It has to do with the Debre Birhan Selassie Church, also known as the Trinity Church, built in the 1600s by the Christian Ethiopian emperor Iyasu II. Its walls and ceiling are literally covered with paintings of Biblical scenes.

When Sudanese Muslims led by a man who called himself “the Mahdi” invaded Ethiopia in 1888, bent on forcibly converting Ethiopia to Islam, they destroyed 43 of Gondar’s 44 churches — all except Emperor Iyasu’s church.

Legend has it that when the Mahdi’s men came to burn it down, the bees kept in the church orchard took exception to that… strenuously.

Again and again, they came back to torch the church — but the bees, for whatever reason, were just not havin’ it. The Mahdi’s men, tired of getting the Hell stung out of them, eventually took the hint and moved on.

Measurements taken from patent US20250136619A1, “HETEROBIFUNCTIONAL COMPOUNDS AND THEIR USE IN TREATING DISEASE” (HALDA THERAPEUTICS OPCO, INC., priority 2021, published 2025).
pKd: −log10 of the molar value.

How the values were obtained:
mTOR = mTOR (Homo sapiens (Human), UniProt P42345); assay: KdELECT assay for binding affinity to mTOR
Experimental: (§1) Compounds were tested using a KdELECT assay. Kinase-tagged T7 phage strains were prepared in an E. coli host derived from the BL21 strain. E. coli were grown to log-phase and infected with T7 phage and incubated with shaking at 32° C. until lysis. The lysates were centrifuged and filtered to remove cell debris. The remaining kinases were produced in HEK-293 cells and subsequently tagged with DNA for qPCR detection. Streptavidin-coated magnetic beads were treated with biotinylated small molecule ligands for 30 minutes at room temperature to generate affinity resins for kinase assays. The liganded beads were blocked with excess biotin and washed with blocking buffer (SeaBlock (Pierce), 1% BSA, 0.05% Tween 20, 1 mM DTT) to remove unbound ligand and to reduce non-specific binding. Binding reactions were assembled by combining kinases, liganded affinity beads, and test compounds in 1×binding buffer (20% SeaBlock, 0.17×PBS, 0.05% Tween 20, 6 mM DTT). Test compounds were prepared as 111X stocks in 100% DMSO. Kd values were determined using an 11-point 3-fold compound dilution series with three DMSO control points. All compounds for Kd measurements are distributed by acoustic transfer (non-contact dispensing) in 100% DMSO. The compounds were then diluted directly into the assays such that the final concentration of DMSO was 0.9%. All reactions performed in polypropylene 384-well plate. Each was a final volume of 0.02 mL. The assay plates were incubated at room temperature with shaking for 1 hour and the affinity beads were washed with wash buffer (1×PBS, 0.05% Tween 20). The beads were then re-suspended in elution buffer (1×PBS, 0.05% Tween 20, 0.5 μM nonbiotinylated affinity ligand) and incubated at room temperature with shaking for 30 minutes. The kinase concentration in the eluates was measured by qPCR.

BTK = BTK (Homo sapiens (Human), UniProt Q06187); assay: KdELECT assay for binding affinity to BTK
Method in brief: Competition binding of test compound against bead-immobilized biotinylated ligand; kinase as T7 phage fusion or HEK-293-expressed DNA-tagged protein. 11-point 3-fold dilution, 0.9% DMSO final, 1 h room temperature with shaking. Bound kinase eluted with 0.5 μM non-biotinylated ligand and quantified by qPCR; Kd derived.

There’s also a belief that an archangel with a flaming sword fended off the Mahdi’s attackers. No disrespect to archangels, but my money’s on the bees.

Either way, the Trinity Church and all its 400-year-old floor-to-ceiling paintings still stand today. If you want to get pictures of those paintings, bring a tripod for your camera; no flash photography is allowed inside.

IT’S A “G” THING
Gondar sits relatively high in the bowl of a mountain valley 7,000 feet high — too high, apparently, for the malaria-carrying mosquitoes that plague the lower countryside. Historians think that might be one reason Fasilides chose this spot to build his imperial capital.

Others believe it was a “G” thing, literally. According to legend, an archangel prophesied that the Ethiopian capital would be built in a town whose name began with a “G.”

When you look at Fasil Ghebbi, you see a place that, in its heyday, must have have displayed great beauty, majesty, dignity. But inside the palace walls, some serious mischief was afoot — plots, betrayals, junior family members gaining the throne by murdering their elders.